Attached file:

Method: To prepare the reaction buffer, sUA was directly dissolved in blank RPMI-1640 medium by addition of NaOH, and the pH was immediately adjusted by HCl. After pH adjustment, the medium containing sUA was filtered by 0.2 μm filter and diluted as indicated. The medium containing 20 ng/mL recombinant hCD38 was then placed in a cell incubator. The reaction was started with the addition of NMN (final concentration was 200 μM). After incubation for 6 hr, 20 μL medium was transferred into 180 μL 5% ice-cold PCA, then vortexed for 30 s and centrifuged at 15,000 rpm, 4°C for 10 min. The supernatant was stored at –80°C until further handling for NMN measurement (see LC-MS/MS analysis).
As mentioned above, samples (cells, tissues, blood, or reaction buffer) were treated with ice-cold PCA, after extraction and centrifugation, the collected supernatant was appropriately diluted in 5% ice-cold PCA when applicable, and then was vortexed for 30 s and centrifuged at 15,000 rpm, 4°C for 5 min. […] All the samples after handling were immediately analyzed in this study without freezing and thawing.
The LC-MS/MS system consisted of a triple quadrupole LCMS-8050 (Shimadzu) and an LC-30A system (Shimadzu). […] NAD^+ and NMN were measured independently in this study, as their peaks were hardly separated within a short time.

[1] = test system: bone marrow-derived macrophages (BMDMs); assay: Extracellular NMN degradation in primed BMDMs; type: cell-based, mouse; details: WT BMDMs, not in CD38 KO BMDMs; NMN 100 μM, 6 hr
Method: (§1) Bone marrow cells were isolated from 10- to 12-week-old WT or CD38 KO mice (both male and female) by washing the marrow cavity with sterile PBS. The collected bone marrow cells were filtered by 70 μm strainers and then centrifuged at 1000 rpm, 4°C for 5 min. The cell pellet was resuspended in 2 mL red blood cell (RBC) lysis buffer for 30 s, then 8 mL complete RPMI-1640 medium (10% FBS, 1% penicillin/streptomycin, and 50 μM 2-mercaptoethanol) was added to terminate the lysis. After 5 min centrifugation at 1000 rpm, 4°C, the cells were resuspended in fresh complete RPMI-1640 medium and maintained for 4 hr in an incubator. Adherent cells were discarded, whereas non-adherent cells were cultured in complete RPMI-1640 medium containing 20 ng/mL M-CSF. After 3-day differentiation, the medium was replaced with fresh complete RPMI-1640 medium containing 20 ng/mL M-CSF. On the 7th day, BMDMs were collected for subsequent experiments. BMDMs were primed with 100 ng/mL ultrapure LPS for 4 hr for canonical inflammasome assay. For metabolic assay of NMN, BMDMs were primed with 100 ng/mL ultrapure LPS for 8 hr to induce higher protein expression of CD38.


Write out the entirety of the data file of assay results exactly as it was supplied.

Method: To prepare the reaction buffer, sUA was directly dissolved in blank RPMI-1640 medium by addition of NaOH, and the pH was immediately adjusted by HCl. After pH adjustment, the medium containing sUA was filtered by 0.2 μm filter and diluted as indicated. The medium containing 20 ng/mL recombinant hCD38 was then placed in a cell incubator. The reaction was started with the addition of NMN (final concentration was 200 μM). After incubation for 6 hr, 20 μL medium was transferred into 180 μL 5% ice-cold PCA, then vortexed for 30 s and centrifuged at 15,000 rpm, 4°C for 10 min. The supernatant was stored at –80°C until further handling for NMN measurement (see LC-MS/MS analysis).
As mentioned above, samples (cells, tissues, blood, or reaction buffer) were treated with ice-cold PCA, after extraction and centrifugation, the collected supernatant was appropriately diluted in 5% ice-cold PCA when applicable, and then was vortexed for 30 s and centrifuged at 15,000 rpm, 4°C for 5 min. […] All the samples after handling were immediately analyzed in this study without freezing and thawing.
The LC-MS/MS system consisted of a triple quadrupole LCMS-8050 (Shimadzu) and an LC-30A system (Shimadzu). […] NAD^+ and NMN were measured independently in this study, as their peaks were hardly separated within a short time.

[1] = test system: bone marrow-derived macrophages (BMDMs); assay: Extracellular NMN degradation in primed BMDMs; type: cell-based, mouse; details: WT BMDMs, not in CD38 KO BMDMs; NMN 100 μM, 6 hr
Method: (§1) Bone marrow cells were isolated from 10- to 12-week-old WT or CD38 KO mice (both male and female) by washing the marrow cavity with sterile PBS. The collected bone marrow cells were filtered by 70 μm strainers and then centrifuged at 1000 rpm, 4°C for 5 min. The cell pellet was resuspended in 2 mL red blood cell (RBC) lysis buffer for 30 s, then 8 mL complete RPMI-1640 medium (10% FBS, 1% penicillin/streptomycin, and 50 μM 2-mercaptoethanol) was added to terminate the lysis. After 5 min centrifugation at 1000 rpm, 4°C, the cells were resuspended in fresh complete RPMI-1640 medium and maintained for 4 hr in an incubator. Adherent cells were discarded, whereas non-adherent cells were cultured in complete RPMI-1640 medium containing 20 ng/mL M-CSF. After 3-day differentiation, the medium was replaced with fresh complete RPMI-1640 medium containing 20 ng/mL M-CSF. On the 7th day, BMDMs were collected for subsequent experiments. BMDMs were primed with 100 ng/mL ultrapure LPS for 4 hr for canonical inflammasome assay. For metabolic assay of NMN, BMDMs were primed with 100 ng/mL ultrapure LPS for 8 hr to induce higher protein expression of CD38.